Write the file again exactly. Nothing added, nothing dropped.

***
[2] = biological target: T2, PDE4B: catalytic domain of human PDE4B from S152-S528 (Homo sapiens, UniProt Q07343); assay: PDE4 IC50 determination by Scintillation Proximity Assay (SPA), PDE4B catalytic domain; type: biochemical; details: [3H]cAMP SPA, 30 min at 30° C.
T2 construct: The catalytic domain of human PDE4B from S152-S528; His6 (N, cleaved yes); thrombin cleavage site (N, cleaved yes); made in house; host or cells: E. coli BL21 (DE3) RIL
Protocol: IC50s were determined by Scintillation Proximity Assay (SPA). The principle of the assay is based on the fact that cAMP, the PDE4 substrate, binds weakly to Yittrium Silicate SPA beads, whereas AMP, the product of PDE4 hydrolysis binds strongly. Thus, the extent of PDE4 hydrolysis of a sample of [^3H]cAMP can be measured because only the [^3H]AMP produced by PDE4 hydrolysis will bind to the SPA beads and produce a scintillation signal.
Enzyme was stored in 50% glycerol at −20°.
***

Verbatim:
[2] = biological target: T2, PDE4B: catalytic domain of human PDE4B from S152-S528 (Homo sapiens, UniProt Q07343); assay: PDE4 IC50 determination by Scintillation Proximity Assay (SPA), PDE4B catalytic domain; type: biochemical; details: [3H]cAMP SPA, 30 min at 30° C.
T2 construct: The catalytic domain of human PDE4B from S152-S528; His6 (N, cleaved yes); thrombin cleavage site (N, cleaved yes); made in house; host or cells: E. coli BL21 (DE3) RIL
Protocol: IC50s were determined by Scintillation Proximity Assay (SPA). The principle of the assay is based on the fact that cAMP, the PDE4 substrate, binds weakly to Yittrium Silicate SPA beads, whereas AMP, the product of PDE4 hydrolysis binds strongly. Thus, the extent of PDE4 hydrolysis of a sample of [^3H]cAMP can be measured because only the [^3H]AMP produced by PDE4 hydrolysis will bind to the SPA beads and produce a scintillation signal.
Enzyme was stored in 50% glycerol at −20°.